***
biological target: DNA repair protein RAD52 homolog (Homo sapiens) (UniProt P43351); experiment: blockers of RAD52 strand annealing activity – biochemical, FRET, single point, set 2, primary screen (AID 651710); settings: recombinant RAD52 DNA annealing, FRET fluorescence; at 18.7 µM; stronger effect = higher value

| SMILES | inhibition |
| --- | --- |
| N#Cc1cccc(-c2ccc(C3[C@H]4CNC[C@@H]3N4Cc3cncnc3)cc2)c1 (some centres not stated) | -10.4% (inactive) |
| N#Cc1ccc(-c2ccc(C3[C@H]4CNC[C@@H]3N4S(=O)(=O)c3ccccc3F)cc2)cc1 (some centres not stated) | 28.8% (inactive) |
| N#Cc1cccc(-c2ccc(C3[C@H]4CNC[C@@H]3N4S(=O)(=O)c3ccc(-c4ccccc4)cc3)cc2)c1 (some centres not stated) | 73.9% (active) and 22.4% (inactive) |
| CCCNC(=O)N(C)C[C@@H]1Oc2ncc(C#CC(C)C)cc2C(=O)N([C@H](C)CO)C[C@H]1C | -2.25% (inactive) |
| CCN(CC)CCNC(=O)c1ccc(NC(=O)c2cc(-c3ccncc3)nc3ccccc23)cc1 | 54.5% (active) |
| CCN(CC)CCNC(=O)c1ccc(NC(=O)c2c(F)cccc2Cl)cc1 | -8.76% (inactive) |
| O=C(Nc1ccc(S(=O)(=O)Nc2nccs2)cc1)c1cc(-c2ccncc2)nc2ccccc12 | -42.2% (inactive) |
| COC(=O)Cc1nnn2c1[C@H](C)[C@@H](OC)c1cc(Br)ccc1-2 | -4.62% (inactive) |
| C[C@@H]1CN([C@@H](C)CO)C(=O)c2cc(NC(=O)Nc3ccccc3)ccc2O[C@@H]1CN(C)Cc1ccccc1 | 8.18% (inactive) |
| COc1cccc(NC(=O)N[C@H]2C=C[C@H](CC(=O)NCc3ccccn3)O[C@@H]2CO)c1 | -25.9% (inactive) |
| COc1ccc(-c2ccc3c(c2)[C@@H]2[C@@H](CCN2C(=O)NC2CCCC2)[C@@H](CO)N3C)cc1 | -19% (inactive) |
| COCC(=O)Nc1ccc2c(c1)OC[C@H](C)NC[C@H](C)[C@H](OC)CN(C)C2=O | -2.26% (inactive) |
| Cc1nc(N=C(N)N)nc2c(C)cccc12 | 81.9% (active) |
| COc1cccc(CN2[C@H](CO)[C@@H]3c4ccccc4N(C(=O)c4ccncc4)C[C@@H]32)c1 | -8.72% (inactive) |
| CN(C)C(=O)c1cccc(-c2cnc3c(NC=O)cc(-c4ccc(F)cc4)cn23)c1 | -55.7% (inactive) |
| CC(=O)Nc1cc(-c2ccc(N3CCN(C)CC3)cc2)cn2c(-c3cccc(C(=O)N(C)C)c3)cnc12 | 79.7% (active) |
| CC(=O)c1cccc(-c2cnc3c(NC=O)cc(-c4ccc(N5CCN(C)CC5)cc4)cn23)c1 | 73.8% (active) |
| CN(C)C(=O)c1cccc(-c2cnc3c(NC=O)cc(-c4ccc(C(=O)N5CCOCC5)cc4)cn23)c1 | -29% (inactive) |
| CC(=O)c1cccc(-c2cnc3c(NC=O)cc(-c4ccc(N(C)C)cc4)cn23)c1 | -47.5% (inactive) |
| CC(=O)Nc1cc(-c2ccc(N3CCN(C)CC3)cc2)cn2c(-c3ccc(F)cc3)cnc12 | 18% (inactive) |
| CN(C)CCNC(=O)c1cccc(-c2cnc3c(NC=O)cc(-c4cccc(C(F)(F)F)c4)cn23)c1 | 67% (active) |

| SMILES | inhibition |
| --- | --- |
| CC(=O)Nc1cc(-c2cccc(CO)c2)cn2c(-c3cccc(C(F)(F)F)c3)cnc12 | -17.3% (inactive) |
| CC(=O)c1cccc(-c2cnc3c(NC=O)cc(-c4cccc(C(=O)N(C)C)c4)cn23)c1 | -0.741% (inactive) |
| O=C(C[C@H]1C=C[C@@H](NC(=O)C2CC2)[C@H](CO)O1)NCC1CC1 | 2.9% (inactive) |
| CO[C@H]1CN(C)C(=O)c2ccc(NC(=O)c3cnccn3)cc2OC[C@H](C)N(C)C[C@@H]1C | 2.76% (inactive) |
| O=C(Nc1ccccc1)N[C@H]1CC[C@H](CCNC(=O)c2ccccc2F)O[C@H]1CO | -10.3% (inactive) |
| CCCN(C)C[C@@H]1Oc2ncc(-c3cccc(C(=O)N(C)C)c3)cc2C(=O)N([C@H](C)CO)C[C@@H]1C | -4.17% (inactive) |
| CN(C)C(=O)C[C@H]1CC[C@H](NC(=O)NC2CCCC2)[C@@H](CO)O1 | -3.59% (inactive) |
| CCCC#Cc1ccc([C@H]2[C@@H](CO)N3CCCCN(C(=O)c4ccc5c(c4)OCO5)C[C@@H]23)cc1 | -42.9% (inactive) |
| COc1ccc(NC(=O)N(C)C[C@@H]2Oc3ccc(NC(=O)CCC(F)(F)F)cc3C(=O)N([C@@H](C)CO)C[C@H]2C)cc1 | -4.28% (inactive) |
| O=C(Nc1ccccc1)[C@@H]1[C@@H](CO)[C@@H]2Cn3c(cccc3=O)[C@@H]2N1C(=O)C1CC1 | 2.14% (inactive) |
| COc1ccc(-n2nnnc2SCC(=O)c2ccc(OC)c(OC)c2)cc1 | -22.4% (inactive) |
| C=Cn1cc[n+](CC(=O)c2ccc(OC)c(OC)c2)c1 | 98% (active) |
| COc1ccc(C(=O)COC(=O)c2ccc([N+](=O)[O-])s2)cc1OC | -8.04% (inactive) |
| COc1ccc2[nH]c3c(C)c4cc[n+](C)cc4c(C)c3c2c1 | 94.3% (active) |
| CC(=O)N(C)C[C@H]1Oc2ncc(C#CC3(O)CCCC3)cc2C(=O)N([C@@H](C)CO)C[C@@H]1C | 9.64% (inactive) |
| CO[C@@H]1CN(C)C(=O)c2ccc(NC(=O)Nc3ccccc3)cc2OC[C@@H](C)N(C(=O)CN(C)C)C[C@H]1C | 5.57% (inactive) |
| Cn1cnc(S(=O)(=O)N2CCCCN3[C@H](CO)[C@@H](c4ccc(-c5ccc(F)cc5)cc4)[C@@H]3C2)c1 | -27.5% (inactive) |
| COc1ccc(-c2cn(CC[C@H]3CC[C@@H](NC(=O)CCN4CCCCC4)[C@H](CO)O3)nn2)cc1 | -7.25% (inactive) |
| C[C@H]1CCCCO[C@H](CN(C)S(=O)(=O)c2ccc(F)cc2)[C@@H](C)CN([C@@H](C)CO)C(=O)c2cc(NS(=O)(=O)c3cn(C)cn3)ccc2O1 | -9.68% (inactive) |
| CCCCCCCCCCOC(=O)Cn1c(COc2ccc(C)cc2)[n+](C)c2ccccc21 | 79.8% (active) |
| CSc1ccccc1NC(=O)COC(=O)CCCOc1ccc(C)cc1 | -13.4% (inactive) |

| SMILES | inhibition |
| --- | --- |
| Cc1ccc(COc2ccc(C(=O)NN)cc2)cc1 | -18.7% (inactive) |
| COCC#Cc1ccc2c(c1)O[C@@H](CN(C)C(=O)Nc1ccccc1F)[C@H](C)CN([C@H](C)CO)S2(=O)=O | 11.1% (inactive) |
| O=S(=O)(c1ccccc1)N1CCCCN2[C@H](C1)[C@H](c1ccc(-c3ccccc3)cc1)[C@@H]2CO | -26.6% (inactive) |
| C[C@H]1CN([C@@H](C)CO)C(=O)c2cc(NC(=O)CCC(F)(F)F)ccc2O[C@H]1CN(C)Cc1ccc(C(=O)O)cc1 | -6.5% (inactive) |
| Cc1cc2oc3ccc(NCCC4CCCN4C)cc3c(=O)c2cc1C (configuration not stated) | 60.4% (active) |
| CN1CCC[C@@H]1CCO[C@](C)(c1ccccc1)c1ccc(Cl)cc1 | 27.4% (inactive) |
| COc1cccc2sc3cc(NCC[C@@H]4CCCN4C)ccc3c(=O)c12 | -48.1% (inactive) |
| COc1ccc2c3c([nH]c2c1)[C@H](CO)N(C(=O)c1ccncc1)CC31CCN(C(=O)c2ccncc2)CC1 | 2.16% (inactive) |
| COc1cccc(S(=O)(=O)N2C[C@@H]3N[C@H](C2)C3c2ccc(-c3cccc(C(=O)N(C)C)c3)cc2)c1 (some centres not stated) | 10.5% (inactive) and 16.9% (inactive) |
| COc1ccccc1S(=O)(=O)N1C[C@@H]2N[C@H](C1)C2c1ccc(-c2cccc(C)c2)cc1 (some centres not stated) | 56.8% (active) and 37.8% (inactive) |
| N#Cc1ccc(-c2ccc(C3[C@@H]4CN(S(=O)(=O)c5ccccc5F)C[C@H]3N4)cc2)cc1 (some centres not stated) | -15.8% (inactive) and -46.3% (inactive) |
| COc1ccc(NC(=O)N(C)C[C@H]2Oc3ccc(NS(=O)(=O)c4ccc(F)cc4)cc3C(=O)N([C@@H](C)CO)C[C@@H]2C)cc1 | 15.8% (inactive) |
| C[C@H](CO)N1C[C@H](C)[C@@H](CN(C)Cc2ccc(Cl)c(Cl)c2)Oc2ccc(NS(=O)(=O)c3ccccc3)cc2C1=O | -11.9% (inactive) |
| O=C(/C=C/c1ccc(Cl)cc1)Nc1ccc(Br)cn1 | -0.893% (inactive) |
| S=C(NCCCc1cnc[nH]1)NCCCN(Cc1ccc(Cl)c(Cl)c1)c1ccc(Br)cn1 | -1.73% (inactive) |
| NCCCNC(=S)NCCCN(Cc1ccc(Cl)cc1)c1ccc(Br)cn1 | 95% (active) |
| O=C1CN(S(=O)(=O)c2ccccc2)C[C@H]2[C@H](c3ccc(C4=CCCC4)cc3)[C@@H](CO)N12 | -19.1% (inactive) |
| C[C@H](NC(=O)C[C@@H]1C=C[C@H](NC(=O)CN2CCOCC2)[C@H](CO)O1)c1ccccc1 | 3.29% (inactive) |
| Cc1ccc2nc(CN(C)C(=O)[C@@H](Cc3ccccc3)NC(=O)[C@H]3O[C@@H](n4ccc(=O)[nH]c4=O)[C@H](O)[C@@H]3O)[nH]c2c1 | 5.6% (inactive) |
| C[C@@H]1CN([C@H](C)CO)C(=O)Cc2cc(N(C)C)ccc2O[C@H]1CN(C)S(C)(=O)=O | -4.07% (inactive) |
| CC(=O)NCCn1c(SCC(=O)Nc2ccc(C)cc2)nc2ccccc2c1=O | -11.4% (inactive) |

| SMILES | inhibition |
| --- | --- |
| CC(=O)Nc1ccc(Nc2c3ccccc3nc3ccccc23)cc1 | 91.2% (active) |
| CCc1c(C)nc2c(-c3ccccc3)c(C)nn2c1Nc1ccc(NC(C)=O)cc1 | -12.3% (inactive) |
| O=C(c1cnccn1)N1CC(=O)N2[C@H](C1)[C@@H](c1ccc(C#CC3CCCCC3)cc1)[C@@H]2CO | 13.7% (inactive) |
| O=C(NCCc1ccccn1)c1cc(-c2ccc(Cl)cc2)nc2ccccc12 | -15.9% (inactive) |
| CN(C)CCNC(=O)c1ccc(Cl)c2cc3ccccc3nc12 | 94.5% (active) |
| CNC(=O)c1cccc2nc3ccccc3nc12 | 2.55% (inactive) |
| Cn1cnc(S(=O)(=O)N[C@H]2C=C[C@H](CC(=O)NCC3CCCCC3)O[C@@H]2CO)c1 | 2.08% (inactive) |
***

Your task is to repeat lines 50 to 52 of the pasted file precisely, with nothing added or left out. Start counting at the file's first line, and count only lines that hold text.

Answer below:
| Cc1ccc(COc2ccc(C(=O)NN)cc2)cc1 | -18.7% (inactive) |
| COCC#Cc1ccc2c(c1)O[C@@H](CN(C)C(=O)Nc1ccccc1F)[C@H](C)CN([C@H](C)CO)S2(=O)=O | 11.1% (inactive) |
| O=S(=O)(c1ccccc1)N1CCCCN2[C@H](C1)[C@H](c1ccc(-c3ccccc3)cc1)[C@@H]2CO | -26.6% (inactive) |